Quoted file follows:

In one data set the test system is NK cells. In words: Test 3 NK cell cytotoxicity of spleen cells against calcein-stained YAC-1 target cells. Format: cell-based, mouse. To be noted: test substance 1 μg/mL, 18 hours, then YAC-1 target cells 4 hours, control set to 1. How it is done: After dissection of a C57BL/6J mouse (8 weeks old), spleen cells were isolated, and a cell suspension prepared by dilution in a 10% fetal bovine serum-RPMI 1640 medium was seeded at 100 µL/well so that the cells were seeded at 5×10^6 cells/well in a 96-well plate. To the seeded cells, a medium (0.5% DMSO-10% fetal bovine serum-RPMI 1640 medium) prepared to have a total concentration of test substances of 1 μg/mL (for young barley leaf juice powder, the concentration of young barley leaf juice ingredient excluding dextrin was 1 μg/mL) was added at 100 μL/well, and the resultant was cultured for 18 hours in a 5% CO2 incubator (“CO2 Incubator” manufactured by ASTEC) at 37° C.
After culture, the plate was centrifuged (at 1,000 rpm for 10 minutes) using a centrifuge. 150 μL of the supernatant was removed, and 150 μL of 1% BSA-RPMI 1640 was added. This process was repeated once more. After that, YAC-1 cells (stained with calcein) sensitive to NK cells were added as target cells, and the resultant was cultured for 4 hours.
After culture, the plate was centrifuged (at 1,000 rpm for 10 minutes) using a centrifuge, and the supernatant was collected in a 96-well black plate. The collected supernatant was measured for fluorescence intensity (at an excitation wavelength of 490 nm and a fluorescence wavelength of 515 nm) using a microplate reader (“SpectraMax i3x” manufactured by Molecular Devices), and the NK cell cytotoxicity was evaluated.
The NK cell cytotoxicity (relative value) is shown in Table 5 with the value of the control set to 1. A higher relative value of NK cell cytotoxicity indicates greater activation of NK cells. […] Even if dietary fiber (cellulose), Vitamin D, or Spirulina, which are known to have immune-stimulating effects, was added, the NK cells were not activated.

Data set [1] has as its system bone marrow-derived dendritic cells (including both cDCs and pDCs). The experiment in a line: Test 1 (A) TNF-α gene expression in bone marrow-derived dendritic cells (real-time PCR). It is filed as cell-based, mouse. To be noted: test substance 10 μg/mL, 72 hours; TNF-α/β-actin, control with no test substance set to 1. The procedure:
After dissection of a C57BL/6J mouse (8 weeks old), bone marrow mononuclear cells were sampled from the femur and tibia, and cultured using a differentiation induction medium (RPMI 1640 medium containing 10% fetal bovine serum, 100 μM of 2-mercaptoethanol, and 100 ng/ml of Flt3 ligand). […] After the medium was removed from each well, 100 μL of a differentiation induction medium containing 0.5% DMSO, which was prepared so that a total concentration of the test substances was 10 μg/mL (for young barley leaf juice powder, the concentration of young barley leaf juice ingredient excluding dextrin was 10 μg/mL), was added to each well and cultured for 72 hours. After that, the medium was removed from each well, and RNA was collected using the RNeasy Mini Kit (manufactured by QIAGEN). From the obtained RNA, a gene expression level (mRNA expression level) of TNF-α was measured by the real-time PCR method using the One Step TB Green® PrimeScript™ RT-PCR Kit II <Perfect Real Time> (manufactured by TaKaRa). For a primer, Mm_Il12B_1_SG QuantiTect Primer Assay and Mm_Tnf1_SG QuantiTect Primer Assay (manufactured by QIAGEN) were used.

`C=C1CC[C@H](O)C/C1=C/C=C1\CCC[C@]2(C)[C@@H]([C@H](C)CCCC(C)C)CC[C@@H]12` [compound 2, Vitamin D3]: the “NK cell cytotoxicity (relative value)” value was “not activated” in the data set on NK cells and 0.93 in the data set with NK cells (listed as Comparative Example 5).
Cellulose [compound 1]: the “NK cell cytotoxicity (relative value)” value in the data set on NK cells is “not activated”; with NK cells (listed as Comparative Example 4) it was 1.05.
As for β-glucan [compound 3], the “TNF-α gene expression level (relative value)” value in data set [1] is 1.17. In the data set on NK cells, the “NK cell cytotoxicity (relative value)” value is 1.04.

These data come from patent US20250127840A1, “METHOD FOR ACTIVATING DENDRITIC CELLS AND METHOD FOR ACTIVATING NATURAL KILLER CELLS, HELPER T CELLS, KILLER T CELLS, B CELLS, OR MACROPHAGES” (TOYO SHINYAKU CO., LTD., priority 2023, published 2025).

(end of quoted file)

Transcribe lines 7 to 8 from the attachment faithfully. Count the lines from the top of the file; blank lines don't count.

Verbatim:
`C=C1CC[C@H](O)C/C1=C/C=C1\CCC[C@]2(C)[C@@H]([C@H](C)CCCC(C)C)CC[C@@H]12` [compound 2, Vitamin D3]: the “NK cell cytotoxicity (relative value)” value was “not activated” in the data set on NK cells and 0.93 in the data set with NK cells (listed as Comparative Example 5).
Cellulose [compound 1]: the “NK cell cytotoxicity (relative value)” value in the data set on NK cells is “not activated”; with NK cells (listed as Comparative Example 4) it was 1.05.